Knowledge to make your life better. If you have some free time, check out some of these links this weekend.
I probably get more questions about self defense insurance plans than any other topic. Here is a good resource for comparing the relative merits of each particular plan. For what it’s worth, the only plan that I have is from the Armed Citizens Legal Defense Network. It’s not truly an “insurance” program, but it will pay for bail money and at least $25,000 towards a criminal defense attorney. It is also run by a group of stellar individuals who I am proud to call friends. For $135 a year, it’s one of the best bargains around.
The guys at the Wasted Ammo Podcast spend some time digging in to my article about family safety and CCW. Their commentary on my article starts at the 36 minute mark. If you have young children, you might find their comments valuable.
A 3800 round rifle cleaning study done in 1965. I bet you haven’t seen this one before! I like reading old studies like this. The conclusion?
“Except when the rifle has been exposed to adverse weather, it appears advantageous to clean the bore of the .22 rimfire rifle only infrequently.”
Important concepts for you training junkies to consider.
Quality advice from Grant Cunningham:
“If you’re a training hobbyist, a person who “loves” guns and defensive shooting, or a hardcore “prepper”, understand that always keeping your focus on violence and disruption can warp your psyche. After a while you see danger and disease everywhere you look; you’ll start to avoid enjoyable places and activities because you can’t be totally safe, totally in control.
If you find yourself saying things like “I won’t go anywhere I can’t carry my gun”, that’s a sign you’re on the slippery slope. Step back and open your eyes to the beauty you avoid out of a fear borne from over-exposure. Take some time off; instead of studying ballistics and draw strokes and martial arts techniques, take a pottery class or a course in art appreciation. Plant some flowers.
If you’re a defensive training instructor, I believe it’s your responsibility to give your students a realistic perspective about the world of self defense. Yes, bad things happen to good people, and they need to be ready to face evil if it visits them. At the same time, though, those incidents aren’t the norm; mortal danger doesn’t in fact lurk behind every blade of grass. Our students are not running patrols in Kosovo.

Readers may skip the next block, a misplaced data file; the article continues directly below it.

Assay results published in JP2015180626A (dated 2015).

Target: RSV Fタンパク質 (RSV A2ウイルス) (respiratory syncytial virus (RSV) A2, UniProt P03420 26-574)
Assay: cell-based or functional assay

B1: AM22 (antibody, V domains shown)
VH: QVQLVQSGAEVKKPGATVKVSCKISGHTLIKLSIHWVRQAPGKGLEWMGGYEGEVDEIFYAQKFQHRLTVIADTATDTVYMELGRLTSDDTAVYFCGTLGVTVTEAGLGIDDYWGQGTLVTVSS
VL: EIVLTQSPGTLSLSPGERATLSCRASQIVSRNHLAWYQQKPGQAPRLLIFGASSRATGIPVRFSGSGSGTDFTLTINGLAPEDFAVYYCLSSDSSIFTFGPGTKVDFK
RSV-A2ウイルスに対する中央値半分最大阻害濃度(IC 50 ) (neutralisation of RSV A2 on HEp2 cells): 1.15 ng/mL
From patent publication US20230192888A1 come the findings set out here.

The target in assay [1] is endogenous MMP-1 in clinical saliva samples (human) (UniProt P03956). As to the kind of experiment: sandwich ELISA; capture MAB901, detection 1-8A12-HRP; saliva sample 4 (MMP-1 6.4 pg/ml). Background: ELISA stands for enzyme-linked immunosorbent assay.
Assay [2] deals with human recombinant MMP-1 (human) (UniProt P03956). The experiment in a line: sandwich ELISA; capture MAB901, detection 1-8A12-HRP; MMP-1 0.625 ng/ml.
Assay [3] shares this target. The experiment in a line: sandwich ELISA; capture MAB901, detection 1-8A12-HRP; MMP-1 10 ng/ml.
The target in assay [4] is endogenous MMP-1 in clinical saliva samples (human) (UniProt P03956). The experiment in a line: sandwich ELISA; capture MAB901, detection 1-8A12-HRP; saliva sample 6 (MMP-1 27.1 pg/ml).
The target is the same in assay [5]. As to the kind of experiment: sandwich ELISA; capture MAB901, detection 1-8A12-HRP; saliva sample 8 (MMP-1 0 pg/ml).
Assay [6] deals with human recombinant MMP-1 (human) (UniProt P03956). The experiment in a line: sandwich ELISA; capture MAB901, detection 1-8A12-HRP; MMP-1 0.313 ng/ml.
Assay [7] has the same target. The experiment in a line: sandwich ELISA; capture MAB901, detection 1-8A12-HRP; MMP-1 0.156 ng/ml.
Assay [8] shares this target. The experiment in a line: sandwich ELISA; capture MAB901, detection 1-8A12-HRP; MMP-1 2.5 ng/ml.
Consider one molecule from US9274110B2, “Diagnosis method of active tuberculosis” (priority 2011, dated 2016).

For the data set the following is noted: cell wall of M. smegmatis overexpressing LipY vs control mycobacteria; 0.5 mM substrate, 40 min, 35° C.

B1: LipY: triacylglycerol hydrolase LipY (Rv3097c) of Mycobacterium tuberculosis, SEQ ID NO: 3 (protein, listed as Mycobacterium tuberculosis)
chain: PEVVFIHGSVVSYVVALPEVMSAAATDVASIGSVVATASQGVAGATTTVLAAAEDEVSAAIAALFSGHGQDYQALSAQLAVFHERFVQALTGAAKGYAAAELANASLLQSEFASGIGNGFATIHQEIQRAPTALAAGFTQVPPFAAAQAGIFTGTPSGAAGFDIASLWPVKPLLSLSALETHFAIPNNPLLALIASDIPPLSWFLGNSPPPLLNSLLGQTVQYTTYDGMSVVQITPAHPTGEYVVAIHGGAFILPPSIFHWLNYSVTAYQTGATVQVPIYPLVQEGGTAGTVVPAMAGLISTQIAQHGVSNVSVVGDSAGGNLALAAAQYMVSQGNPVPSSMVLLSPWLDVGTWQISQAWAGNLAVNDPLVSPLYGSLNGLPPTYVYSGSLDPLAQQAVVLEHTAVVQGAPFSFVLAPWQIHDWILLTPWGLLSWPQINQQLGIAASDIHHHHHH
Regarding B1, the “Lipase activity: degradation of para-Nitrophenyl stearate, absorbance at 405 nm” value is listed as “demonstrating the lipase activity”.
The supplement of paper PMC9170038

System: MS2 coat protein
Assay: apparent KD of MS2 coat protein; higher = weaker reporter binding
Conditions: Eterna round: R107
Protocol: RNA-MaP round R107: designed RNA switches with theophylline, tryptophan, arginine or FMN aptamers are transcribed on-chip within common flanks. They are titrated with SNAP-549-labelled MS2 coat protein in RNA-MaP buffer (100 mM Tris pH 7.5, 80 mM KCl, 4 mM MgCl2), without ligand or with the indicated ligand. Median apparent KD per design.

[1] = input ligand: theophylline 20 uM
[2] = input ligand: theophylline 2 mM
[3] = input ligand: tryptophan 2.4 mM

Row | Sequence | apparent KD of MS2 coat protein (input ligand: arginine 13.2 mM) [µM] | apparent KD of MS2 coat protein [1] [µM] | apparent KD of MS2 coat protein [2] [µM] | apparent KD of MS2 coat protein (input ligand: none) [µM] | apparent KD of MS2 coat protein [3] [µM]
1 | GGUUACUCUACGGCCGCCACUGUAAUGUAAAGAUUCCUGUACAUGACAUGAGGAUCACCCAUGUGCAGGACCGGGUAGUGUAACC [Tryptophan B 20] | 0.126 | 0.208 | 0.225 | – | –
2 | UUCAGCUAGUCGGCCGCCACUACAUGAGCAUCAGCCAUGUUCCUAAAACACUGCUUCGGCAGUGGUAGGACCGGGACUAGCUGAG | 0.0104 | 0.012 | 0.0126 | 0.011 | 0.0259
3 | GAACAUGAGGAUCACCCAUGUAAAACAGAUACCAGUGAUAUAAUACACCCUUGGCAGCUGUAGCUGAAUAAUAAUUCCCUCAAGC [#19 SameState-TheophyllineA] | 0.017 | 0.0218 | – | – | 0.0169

If you find yourself using phrases like “live in condition yellow” or “watch your six” in your classes, you might be contributing to the problem. If you’re telling your students that they should never go anywhere they can’t take their gun, you’re both encouraging their myopia and perpetuating the dangerous notion that every defensive situation requires shooting.
Take time off on a regular basis. Get away from “the business” and the topics you’re immersed in. Go to the beach or the mountains and just enjoy the quiet. Read books that don’t mention guns or dystopian futures.
Maybe plant some flowers yourself.”
Trippy stuff. Everything is a hallucination.
Want to evaluate your handgun shooting skills? Try the air marshal qualification test.
Need another drill for this week’s practice session? Go old school with the Bill Drill.
What You Don’t Know Can Kill You: How Most Self-Defense Training Will Put You into Prison or the Ground
The authors just sent me a copy of this new book. I’m excited to dig into it.
A good tutorial about how to avoid a credit card skimmer at the gas station. Although the newer pumps are more tamper resistant, I despise them because they play advertising on the display screen as the gas is dispensed. I don’t have TV at home; why would anyone think I want to watch it while I’m buying gas?
It makes me want to take the risk of getting my card data stolen for the reward of tranquility while I pump gas.